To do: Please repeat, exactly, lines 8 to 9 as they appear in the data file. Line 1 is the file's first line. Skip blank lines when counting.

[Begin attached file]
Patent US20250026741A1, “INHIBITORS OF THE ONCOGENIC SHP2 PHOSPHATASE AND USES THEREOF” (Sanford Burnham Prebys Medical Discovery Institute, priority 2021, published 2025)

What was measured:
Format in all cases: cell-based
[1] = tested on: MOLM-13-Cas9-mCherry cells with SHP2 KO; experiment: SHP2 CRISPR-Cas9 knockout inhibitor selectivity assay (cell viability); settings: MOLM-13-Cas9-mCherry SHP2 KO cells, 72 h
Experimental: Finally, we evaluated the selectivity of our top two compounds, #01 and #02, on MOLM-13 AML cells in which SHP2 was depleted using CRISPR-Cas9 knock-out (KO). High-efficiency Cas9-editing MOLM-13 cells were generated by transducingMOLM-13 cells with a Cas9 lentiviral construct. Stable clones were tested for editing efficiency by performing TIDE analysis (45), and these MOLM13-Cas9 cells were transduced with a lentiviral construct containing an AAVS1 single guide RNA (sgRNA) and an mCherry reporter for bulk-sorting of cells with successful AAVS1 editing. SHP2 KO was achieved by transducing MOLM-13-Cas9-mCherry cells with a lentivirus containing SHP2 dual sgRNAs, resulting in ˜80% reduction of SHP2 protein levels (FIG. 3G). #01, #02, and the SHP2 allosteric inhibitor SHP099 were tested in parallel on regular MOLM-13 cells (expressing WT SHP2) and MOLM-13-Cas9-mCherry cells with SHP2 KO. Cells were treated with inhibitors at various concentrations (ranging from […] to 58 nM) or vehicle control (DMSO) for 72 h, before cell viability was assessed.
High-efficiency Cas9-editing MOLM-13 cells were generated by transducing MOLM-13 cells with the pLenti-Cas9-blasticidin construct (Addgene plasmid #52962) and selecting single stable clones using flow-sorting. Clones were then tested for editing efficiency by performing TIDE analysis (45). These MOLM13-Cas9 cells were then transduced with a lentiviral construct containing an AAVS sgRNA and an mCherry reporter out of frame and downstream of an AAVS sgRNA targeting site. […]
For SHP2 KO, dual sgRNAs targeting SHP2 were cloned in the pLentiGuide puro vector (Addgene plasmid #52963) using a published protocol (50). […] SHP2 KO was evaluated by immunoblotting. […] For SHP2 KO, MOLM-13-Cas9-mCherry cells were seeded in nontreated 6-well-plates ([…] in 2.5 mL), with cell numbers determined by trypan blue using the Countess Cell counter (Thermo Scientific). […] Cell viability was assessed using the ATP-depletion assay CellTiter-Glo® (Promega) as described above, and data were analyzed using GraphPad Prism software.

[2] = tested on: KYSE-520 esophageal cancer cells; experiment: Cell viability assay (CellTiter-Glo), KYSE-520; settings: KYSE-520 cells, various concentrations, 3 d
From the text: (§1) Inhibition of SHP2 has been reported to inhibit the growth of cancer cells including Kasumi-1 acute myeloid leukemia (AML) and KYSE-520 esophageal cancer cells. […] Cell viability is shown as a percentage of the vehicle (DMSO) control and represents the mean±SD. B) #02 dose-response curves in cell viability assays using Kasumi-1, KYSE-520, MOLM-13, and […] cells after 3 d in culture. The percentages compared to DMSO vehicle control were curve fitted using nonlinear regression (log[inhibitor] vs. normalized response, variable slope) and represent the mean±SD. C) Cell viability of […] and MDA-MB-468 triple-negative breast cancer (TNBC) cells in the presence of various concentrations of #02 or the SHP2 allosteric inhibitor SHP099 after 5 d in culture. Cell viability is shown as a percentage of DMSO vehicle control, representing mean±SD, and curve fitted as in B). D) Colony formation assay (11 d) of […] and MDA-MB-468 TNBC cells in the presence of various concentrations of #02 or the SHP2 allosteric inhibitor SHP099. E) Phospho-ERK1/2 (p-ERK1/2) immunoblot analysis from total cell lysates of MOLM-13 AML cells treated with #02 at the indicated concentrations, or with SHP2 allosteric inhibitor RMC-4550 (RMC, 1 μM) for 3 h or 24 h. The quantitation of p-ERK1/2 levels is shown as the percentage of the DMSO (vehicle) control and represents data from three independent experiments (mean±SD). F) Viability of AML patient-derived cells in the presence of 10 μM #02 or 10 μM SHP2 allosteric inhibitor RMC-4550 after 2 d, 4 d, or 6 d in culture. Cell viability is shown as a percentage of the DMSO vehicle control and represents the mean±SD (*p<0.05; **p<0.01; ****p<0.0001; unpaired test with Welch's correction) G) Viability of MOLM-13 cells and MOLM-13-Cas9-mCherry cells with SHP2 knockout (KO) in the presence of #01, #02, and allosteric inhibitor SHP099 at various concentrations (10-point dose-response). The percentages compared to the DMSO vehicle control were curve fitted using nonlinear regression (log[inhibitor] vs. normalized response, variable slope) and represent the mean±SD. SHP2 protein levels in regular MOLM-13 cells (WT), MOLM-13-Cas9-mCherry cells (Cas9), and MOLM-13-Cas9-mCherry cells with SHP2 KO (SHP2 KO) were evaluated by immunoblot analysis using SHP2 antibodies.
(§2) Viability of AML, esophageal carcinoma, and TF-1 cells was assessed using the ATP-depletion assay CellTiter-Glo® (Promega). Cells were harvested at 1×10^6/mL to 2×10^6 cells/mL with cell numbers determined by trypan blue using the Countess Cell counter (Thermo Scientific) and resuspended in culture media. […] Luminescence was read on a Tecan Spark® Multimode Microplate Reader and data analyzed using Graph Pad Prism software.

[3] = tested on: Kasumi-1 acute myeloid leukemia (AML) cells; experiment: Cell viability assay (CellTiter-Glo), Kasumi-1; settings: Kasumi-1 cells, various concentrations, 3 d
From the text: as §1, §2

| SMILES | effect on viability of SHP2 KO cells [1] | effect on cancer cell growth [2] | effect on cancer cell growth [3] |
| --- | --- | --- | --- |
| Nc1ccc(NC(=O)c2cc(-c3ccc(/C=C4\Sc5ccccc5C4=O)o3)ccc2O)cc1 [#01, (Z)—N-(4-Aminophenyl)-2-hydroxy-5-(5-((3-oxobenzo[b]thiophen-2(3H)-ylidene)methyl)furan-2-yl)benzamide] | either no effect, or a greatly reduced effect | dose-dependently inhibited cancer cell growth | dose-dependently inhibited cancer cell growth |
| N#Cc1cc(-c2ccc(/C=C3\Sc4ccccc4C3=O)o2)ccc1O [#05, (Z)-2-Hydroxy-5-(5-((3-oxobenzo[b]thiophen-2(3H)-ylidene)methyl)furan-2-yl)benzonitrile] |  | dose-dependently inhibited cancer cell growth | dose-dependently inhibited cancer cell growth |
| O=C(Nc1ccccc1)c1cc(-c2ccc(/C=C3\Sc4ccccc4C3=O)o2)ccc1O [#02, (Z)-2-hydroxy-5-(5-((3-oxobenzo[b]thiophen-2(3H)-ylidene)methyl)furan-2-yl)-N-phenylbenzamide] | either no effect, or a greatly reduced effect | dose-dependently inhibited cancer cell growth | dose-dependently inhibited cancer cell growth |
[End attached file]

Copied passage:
[2] = tested on: KYSE-520 esophageal cancer cells; experiment: Cell viability assay (CellTiter-Glo), KYSE-520; settings: KYSE-520 cells, various concentrations, 3 d
From the text: (§1) Inhibition of SHP2 has been reported to inhibit the growth of cancer cells including Kasumi-1 acute myeloid leukemia (AML) and KYSE-520 esophageal cancer cells. […] Cell viability is shown as a percentage of the vehicle (DMSO) control and represents the mean±SD. B) #02 dose-response curves in cell viability assays using Kasumi-1, KYSE-520, MOLM-13, and […] cells after 3 d in culture. The percentages compared to DMSO vehicle control were curve fitted using nonlinear regression (log[inhibitor] vs. normalized response, variable slope) and represent the mean±SD. C) Cell viability of […] and MDA-MB-468 triple-negative breast cancer (TNBC) cells in the presence of various concentrations of #02 or the SHP2 allosteric inhibitor SHP099 after 5 d in culture. Cell viability is shown as a percentage of DMSO vehicle control, representing mean±SD, and curve fitted as in B). D) Colony formation assay (11 d) of […] and MDA-MB-468 TNBC cells in the presence of various concentrations of #02 or the SHP2 allosteric inhibitor SHP099. E) Phospho-ERK1/2 (p-ERK1/2) immunoblot analysis from total cell lysates of MOLM-13 AML cells treated with #02 at the indicated concentrations, or with SHP2 allosteric inhibitor RMC-4550 (RMC, 1 μM) for 3 h or 24 h. The quantitation of p-ERK1/2 levels is shown as the percentage of the DMSO (vehicle) control and represents data from three independent experiments (mean±SD). F) Viability of AML patient-derived cells in the presence of 10 μM #02 or 10 μM SHP2 allosteric inhibitor RMC-4550 after 2 d, 4 d, or 6 d in culture. Cell viability is shown as a percentage of the DMSO vehicle control and represents the mean±SD (*p<0.05; **p<0.01; ****p<0.0001; unpaired test with Welch's correction) G) Viability of MOLM-13 cells and MOLM-13-Cas9-mCherry cells with SHP2 knockout (KO) in the presence of #01, #02, and allosteric inhibitor SHP099 at various concentrations (10-point dose-response). The percentages compared to the DMSO vehicle control were curve fitted using nonlinear regression (log[inhibitor] vs. normalized response, variable slope) and represent the mean±SD. SHP2 protein levels in regular MOLM-13 cells (WT), MOLM-13-Cas9-mCherry cells (Cas9), and MOLM-13-Cas9-mCherry cells with SHP2 KO (SHP2 KO) were evaluated by immunoblot analysis using SHP2 antibodies.